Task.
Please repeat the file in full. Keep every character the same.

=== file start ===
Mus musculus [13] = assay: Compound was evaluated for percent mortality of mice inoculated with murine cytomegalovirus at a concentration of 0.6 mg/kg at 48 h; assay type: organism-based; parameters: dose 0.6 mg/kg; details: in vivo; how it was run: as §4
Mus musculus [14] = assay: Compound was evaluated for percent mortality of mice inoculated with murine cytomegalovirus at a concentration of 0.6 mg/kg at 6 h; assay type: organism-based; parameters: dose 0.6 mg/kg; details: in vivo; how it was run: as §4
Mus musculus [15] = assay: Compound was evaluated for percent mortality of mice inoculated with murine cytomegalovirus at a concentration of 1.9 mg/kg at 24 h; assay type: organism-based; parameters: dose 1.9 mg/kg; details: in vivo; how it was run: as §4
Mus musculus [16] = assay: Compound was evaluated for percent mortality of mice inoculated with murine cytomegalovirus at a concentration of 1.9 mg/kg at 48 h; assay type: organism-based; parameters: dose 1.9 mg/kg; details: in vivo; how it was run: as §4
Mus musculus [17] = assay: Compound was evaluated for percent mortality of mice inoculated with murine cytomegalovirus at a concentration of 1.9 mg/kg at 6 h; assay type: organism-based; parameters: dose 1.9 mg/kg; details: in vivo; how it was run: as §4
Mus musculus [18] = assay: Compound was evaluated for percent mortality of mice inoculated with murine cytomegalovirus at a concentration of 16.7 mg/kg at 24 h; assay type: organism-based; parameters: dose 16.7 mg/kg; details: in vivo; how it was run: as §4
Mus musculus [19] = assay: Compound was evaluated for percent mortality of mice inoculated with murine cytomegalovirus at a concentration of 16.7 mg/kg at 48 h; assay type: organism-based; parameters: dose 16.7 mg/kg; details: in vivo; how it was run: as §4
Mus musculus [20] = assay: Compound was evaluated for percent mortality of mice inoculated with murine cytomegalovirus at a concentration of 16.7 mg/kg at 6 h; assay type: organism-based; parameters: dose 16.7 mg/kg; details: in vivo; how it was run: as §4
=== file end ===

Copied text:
Mus musculus [13] = assay: Compound was evaluated for percent mortality of mice inoculated with murine cytomegalovirus at a concentration of 0.6 mg/kg at 48 h; assay type: organism-based; parameters: dose 0.6 mg/kg; details: in vivo; how it was run: as §4
Mus musculus [14] = assay: Compound was evaluated for percent mortality of mice inoculated with murine cytomegalovirus at a concentration of 0.6 mg/kg at 6 h; assay type: organism-based; parameters: dose 0.6 mg/kg; details: in vivo; how it was run: as §4
Mus musculus [15] = assay: Compound was evaluated for percent mortality of mice inoculated with murine cytomegalovirus at a concentration of 1.9 mg/kg at 24 h; assay type: organism-based; parameters: dose 1.9 mg/kg; details: in vivo; how it was run: as §4
Mus musculus [16] = assay: Compound was evaluated for percent mortality of mice inoculated with murine cytomegalovirus at a concentration of 1.9 mg/kg at 48 h; assay type: organism-based; parameters: dose 1.9 mg/kg; details: in vivo; how it was run: as §4
Mus musculus [17] = assay: Compound was evaluated for percent mortality of mice inoculated with murine cytomegalovirus at a concentration of 1.9 mg/kg at 6 h; assay type: organism-based; parameters: dose 1.9 mg/kg; details: in vivo; how it was run: as §4
Mus musculus [18] = assay: Compound was evaluated for percent mortality of mice inoculated with murine cytomegalovirus at a concentration of 16.7 mg/kg at 24 h; assay type: organism-based; parameters: dose 16.7 mg/kg; details: in vivo; how it was run: as §4
Mus musculus [19] = assay: Compound was evaluated for percent mortality of mice inoculated with murine cytomegalovirus at a concentration of 16.7 mg/kg at 48 h; assay type: organism-based; parameters: dose 16.7 mg/kg; details: in vivo; how it was run: as §4
Mus musculus [20] = assay: Compound was evaluated for percent mortality of mice inoculated with murine cytomegalovirus at a concentration of 16.7 mg/kg at 6 h; assay type: organism-based; parameters: dose 16.7 mg/kg; details: in vivo; how it was run: as §4